Cashew market report Cornhouse

Cashew market report June 2020

Cashew market report June 2020

Today we received the RCN import and kernel export figures from Vinacas for the month of May 2020 and we must say this is interesting reading. If we start with the imports of RCN there are a couple of things to specifically look at: In May 2020 Vietnam imported a total of 117,452 mt which brought the total for 2020 to 431,182 mt which is a decrease of 11,04% in comparison to the same period of 2019. Imports from IVC were down considerably in comparison to 1 year ago, minus 61,52%! Cambodia then again exported 13,27% more RCN to Vietnam in comparison to 2019.

Shelled kernel import into Vietnam

What we should also address is the fact that on top of the RCN imported, there are also the shelled kernel imports into Vietnam which through to May 2020 reached a total of 22,618 mt. These are kernels which were produced elsewhere (mainly IVC) but which still need to be peeled. Vietnamese productivity on peeling is much higher in comparison to for instance IVC and/or Tanzania which is why producers in these countries ship the shelled kernels to Vietnam for peeling. After peeling, these kernels are graded and packed and exported again as Vietnamese cashew kernels! Please note that 22,618 mt of shelled kernels is the equivalent of approximately 100,000 mt of RCN so one could argue that Vietnam imported 531,182 mt of RCN instead of the mentioned number of 431,182 mt.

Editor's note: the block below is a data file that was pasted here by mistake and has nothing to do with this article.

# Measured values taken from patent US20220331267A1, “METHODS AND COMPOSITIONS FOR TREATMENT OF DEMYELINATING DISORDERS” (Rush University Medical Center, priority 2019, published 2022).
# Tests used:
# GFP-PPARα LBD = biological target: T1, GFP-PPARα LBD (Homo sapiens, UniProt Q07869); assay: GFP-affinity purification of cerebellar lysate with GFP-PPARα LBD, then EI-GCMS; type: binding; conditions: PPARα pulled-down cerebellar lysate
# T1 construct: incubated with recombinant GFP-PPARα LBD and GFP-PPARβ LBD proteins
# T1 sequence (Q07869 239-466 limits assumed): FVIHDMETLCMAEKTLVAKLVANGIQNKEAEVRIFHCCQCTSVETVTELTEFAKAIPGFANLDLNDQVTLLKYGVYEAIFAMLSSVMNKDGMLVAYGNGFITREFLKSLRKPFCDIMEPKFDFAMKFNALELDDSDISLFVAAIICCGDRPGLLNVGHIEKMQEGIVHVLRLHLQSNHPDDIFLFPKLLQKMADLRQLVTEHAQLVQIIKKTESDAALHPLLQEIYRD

Important to mention is the fact that the Vietnamese Custom & Tax authorities are considering applying import taxes for this semi-processed product since it is not 100% raw cashew nuts. Nothing has been decided yet, but rumors are that the tax imposed on these shelled kernels may be between a minimum of 5% and a maximum of 20%.

Kernel exports

As far as kernel exports are concerned, Vietnam exported 42,747 mt in May 2020 which is 2,46% more than a year ago in May. The total for the period January-May 2020 now stands at 190,024 mt, which is 19,23% higher than last year during the same period. The USA imported 14,078 mt in May 2020, which is an increase of 12,61% to May 2019. Total for the USA for Jan-May 2020 stands at 63,255 mt, which is 34,91% higher than the same period last year. China continues to import less than last year; May showed a figure of 4940 mt which is down 26,79% to May 2019 and the total now for Jan-May 2020 is 13,422 mt which is a decrease of 35,63%. So, whereas the USA imported thus far 34,91% more than last year, China imported 35,63% less than last year. That does not cancel each other out since the total quantity imported by the USA is much bigger than that of China. EU & others imported 23,729 mt for the month of May which is an increase of 5,61% to May 2019. This year Jan-May 113,347 mt imported which is an increase of 23,69% in comparison to Jan-May of 2019.